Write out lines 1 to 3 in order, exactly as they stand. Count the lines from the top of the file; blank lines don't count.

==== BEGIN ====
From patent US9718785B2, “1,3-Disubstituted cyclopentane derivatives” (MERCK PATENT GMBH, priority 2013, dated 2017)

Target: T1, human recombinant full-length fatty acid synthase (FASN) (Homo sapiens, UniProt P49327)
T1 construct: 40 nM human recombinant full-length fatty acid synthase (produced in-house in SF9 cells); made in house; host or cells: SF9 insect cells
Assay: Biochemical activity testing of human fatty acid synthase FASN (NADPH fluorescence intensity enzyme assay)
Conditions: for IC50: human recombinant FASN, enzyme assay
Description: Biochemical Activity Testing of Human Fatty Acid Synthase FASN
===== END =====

From patent US9718785B2, “1,3-Disubstituted cyclopentane derivatives” (MERCK PATENT GMBH, priority 2013, dated 2017)

Target: T1, human recombinant full-length fatty acid synthase (FASN) (Homo sapiens, UniProt P49327)
T1 construct: 40 nM human recombinant full-length fatty acid synthase (produced in-house in SF9 cells); made in house; host or cells: SF9 insect cells